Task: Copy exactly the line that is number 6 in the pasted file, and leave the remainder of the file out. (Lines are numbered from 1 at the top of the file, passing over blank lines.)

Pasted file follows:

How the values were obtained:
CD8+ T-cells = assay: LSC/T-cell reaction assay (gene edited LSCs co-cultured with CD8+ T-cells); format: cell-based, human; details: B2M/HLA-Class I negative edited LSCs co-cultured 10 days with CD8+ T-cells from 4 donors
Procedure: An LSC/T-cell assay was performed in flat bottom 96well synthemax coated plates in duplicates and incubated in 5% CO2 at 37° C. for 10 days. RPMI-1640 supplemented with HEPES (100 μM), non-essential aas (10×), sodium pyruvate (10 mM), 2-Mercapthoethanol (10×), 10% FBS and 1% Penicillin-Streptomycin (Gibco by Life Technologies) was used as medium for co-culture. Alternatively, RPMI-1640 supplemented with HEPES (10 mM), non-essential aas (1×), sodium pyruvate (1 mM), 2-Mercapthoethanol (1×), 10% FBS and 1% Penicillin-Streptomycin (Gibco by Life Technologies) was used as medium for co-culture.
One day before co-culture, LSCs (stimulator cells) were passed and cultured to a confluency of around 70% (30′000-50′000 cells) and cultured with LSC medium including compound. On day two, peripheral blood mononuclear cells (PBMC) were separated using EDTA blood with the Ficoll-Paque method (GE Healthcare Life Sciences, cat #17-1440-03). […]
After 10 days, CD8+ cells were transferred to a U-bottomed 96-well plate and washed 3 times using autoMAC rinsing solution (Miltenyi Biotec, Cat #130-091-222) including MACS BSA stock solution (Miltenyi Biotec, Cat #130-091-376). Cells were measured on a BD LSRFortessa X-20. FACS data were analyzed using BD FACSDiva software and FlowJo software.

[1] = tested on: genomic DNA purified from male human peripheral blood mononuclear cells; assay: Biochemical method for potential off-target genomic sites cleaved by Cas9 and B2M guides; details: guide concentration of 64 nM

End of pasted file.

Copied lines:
[1] = tested on: genomic DNA purified from male human peripheral blood mononuclear cells; assay: Biochemical method for potential off-target genomic sites cleaved by Cas9 and B2M guides; details: guide concentration of 64 nM